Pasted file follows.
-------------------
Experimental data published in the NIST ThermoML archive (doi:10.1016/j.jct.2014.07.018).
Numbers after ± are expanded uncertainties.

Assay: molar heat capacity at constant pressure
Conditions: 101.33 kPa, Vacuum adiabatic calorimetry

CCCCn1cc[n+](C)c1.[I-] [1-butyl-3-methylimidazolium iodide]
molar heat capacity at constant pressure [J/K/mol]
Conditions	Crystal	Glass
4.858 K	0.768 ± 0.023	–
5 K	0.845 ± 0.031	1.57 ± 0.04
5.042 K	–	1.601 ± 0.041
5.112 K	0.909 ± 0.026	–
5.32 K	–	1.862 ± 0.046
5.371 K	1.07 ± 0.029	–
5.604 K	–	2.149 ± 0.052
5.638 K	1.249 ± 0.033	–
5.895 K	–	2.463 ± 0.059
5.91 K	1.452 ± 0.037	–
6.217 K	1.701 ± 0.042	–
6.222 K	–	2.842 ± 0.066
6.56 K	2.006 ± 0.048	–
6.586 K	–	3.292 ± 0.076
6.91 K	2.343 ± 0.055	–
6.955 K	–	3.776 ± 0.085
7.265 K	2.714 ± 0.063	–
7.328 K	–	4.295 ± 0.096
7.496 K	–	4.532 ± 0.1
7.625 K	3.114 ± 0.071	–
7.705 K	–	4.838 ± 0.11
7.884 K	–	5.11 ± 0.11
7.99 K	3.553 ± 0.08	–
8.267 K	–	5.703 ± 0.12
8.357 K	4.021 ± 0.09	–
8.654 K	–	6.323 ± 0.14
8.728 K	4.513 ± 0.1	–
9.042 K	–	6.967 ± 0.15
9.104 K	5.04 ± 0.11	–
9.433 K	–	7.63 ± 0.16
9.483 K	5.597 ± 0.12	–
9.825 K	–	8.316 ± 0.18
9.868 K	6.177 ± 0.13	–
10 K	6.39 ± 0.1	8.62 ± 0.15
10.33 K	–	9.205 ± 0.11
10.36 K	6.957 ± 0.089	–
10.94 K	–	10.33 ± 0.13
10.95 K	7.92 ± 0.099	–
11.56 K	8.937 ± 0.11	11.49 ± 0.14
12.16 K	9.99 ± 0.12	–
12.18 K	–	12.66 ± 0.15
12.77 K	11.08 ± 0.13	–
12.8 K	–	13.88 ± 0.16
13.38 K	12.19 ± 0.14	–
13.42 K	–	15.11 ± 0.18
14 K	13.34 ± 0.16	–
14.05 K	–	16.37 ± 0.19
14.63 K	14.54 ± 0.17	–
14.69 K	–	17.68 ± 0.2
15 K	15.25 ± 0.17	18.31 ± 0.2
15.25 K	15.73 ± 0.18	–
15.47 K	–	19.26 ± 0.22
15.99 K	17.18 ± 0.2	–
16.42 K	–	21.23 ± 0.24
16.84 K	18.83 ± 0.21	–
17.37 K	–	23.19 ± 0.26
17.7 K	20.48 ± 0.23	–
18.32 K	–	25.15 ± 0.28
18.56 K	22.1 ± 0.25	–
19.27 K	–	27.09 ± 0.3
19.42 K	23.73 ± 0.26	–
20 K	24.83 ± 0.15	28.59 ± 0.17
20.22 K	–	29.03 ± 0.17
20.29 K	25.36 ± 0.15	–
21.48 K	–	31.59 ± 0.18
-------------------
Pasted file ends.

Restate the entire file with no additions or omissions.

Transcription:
Experimental data published in the NIST ThermoML archive (doi:10.1016/j.jct.2014.07.018).
Numbers after ± are expanded uncertainties.

Assay: molar heat capacity at constant pressure
Conditions: 101.33 kPa, Vacuum adiabatic calorimetry

CCCCn1cc[n+](C)c1.[I-] [1-butyl-3-methylimidazolium iodide]
molar heat capacity at constant pressure [J/K/mol]
Conditions	Crystal	Glass
4.858 K	0.768 ± 0.023	–
5 K	0.845 ± 0.031	1.57 ± 0.04
5.042 K	–	1.601 ± 0.041
5.112 K	0.909 ± 0.026	–
5.32 K	–	1.862 ± 0.046
5.371 K	1.07 ± 0.029	–
5.604 K	–	2.149 ± 0.052
5.638 K	1.249 ± 0.033	–
5.895 K	–	2.463 ± 0.059
5.91 K	1.452 ± 0.037	–
6.217 K	1.701 ± 0.042	–
6.222 K	–	2.842 ± 0.066
6.56 K	2.006 ± 0.048	–
6.586 K	–	3.292 ± 0.076
6.91 K	2.343 ± 0.055	–
6.955 K	–	3.776 ± 0.085
7.265 K	2.714 ± 0.063	–
7.328 K	–	4.295 ± 0.096
7.496 K	–	4.532 ± 0.1
7.625 K	3.114 ± 0.071	–
7.705 K	–	4.838 ± 0.11
7.884 K	–	5.11 ± 0.11
7.99 K	3.553 ± 0.08	–
8.267 K	–	5.703 ± 0.12
8.357 K	4.021 ± 0.09	–
8.654 K	–	6.323 ± 0.14
8.728 K	4.513 ± 0.1	–
9.042 K	–	6.967 ± 0.15
9.104 K	5.04 ± 0.11	–
9.433 K	–	7.63 ± 0.16
9.483 K	5.597 ± 0.12	–
9.825 K	–	8.316 ± 0.18
9.868 K	6.177 ± 0.13	–
10 K	6.39 ± 0.1	8.62 ± 0.15
10.33 K	–	9.205 ± 0.11
10.36 K	6.957 ± 0.089	–
10.94 K	–	10.33 ± 0.13
10.95 K	7.92 ± 0.099	–
11.56 K	8.937 ± 0.11	11.49 ± 0.14
12.16 K	9.99 ± 0.12	–
12.18 K	–	12.66 ± 0.15
12.77 K	11.08 ± 0.13	–
12.8 K	–	13.88 ± 0.16
13.38 K	12.19 ± 0.14	–
13.42 K	–	15.11 ± 0.18
14 K	13.34 ± 0.16	–
14.05 K	–	16.37 ± 0.19
14.63 K	14.54 ± 0.17	–
14.69 K	–	17.68 ± 0.2
15 K	15.25 ± 0.17	18.31 ± 0.2
15.25 K	15.73 ± 0.18	–
15.47 K	–	19.26 ± 0.22
15.99 K	17.18 ± 0.2	–
16.42 K	–	21.23 ± 0.24
16.84 K	18.83 ± 0.21	–
17.37 K	–	23.19 ± 0.26
17.7 K	20.48 ± 0.23	–
18.32 K	–	25.15 ± 0.28
18.56 K	22.1 ± 0.25	–
19.27 K	–	27.09 ± 0.3
19.42 K	23.73 ± 0.26	–
20 K	24.83 ± 0.15	28.59 ± 0.17
20.22 K	–	29.03 ± 0.17
20.29 K	25.36 ± 0.15	–
21.48 K	–	31.59 ± 0.18